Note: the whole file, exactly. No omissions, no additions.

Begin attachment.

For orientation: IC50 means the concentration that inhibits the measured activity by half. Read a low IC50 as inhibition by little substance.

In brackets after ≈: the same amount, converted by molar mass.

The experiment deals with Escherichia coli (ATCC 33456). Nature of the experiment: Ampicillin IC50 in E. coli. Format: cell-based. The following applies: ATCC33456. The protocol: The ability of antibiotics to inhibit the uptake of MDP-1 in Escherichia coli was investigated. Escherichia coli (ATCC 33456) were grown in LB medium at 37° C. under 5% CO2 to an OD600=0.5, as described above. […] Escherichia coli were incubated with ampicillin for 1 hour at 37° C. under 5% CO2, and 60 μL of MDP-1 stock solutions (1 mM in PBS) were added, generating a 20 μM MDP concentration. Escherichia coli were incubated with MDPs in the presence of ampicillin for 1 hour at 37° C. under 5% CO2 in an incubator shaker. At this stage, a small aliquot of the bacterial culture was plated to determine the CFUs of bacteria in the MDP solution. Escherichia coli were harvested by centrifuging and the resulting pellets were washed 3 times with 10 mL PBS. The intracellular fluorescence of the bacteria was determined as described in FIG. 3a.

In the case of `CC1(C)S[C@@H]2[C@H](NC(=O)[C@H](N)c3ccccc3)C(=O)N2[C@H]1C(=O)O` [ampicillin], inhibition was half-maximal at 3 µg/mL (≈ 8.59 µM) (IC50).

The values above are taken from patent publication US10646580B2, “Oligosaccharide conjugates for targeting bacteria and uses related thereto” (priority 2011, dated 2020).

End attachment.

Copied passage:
For orientation: IC50 means the concentration that inhibits the measured activity by half. Read a low IC50 as inhibition by little substance.

In brackets after ≈: the same amount, converted by molar mass.

The experiment deals with Escherichia coli (ATCC 33456). Nature of the experiment: Ampicillin IC50 in E. coli. Format: cell-based. The following applies: ATCC33456. The protocol: The ability of antibiotics to inhibit the uptake of MDP-1 in Escherichia coli was investigated. Escherichia coli (ATCC 33456) were grown in LB medium at 37° C. under 5% CO2 to an OD600=0.5, as described above. […] Escherichia coli were incubated with ampicillin for 1 hour at 37° C. under 5% CO2, and 60 μL of MDP-1 stock solutions (1 mM in PBS) were added, generating a 20 μM MDP concentration. Escherichia coli were incubated with MDPs in the presence of ampicillin for 1 hour at 37° C. under 5% CO2 in an incubator shaker. At this stage, a small aliquot of the bacterial culture was plated to determine the CFUs of bacteria in the MDP solution. Escherichia coli were harvested by centrifuging and the resulting pellets were washed 3 times with 10 mL PBS. The intracellular fluorescence of the bacteria was determined as described in FIG. 3a.

In the case of `CC1(C)S[C@@H]2[C@H](NC(=O)[C@H](N)c3ccccc3)C(=O)N2[C@H]1C(=O)O` [ampicillin], inhibition was half-maximal at 3 µg/mL (≈ 8.59 µM) (IC50).

The values above are taken from patent publication US10646580B2, “Oligosaccharide conjugates for targeting bacteria and uses related thereto” (priority 2011, dated 2020).